The American kestrel, also known as the Sparrow Hawk, is the smallest falcon species and the most widespread throughout North America. There is scarcely a corner of the continent where these small raptors are not found.
American Kestrels prefer open habitats with low-ground vegetation - meadows, agricultural fields, prairies, deserts, open parklands, and woodland edges. They are strictly cavity nesters, generally residing in a woodpecker-excavated cavity in an old snag.
Occasionally, these birds will nest in structures, such as abandoned buildings or barns. Nest boxes are also popular amongst kestrels.
We will delve into greater detail about kestrel nesting locations and young rearing in this complete guide. Read on to discover more!
American Kestrels are cavity nesters. However, they do not excavate their own cavities. These small raptors generally nest in holes made by woodpeckers or other natural cavities. Kestrels also frequently use nest boxes.
They appear to prefer large snags (or standing dead trees) with little to no concealment by vegetation. Nest sites are located in open spaces with low-ground vegetation, which makes hunting easier. They will also nest along woodland edges or forests with plentiful open hunting patches.
Kestrels frequently nest in the same place every year, particularly if their previous nests have been successful. If a pair has a second brood in the same season, they generally reuse the same nest as well.
American Kestrel outside of the nesting cavity
Kestrels will utilize backyards as nesting habitats. To attract kestrels, you should have open land or fields that make suitable hunting grounds for these birds.
If your backyard does not have a tree or snag with an existing cavity, you can also add nest boxes. Kestrels frequently use these when naturally cavities are not available.
Kestrels do use nest boxes, and not just during the breeding season. These small raptors will also utilize boxes for roosting in winter. They are especially inclined to use them when naturally occurring cavities are scarce.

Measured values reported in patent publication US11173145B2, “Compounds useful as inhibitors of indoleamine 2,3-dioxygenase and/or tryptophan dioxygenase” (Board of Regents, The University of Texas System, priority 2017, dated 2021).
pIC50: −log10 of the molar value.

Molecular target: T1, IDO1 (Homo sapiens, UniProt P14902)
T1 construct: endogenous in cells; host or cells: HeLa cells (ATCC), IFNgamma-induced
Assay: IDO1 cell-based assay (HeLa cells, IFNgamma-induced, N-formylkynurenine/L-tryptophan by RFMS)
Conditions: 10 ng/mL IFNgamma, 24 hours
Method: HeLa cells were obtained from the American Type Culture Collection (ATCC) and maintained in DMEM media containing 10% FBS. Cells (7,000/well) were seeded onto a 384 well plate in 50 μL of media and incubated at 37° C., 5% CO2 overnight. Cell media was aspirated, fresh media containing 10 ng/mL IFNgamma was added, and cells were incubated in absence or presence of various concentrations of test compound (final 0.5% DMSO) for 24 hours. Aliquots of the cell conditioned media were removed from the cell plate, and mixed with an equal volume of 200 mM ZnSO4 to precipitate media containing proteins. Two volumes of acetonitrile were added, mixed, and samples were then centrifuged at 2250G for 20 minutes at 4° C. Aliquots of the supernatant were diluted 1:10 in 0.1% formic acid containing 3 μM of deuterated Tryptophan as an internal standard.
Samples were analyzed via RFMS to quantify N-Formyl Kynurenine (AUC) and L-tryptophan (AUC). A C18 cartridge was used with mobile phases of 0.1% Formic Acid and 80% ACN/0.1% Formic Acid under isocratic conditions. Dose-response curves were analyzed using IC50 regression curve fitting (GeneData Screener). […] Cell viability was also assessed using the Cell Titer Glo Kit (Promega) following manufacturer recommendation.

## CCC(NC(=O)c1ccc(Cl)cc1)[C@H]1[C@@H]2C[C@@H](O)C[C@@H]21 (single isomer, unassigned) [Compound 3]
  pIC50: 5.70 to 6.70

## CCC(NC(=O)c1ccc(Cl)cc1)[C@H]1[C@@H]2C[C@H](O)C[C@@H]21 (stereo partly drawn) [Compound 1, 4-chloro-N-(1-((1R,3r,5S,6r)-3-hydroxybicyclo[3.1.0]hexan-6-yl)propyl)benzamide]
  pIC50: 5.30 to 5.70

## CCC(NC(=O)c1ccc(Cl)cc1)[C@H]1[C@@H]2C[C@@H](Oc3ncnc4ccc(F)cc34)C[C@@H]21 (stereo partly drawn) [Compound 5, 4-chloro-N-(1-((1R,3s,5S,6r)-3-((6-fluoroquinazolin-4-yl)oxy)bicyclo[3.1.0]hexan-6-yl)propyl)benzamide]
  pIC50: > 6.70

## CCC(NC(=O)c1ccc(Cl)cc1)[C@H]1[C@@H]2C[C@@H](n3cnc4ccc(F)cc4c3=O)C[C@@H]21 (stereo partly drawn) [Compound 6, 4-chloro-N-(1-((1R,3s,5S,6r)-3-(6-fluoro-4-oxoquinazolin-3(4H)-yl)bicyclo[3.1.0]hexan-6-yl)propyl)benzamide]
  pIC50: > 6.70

If you want the perfect kestrel nesting box to add to your yard, you may want to go with the larger floor plan (23.1 x 16.5). Studies have shown that nesting pairs generally prefer larger boxes over smaller ones.
Kestrels live in tree cavities. They do not appear to have a preference for certain species but generally nest in snags over live trees because they do not like cavities concealed by vegetation.
American Kestrel Nest Box
Kestrels nests are located in tree cavities Locations appear to be chosen based on reducing exposure to inclement weather. There are no nesting materials inside the cavity where kestrels raise their young. The female simply hollows out a shallow depression in the cavity floor.
The entrance to a kestrel nest ranges between 5.6 and 8.4 cm in diameter. Interior cavity dimensions are quite variable.
Studies of nest box preference show that kestrels preferred large nest boxes over small ones - the large boxes had a 23.1 x 16.5 cm floor. However, some kestrel nests in the wild are so small chicks are on top of each other.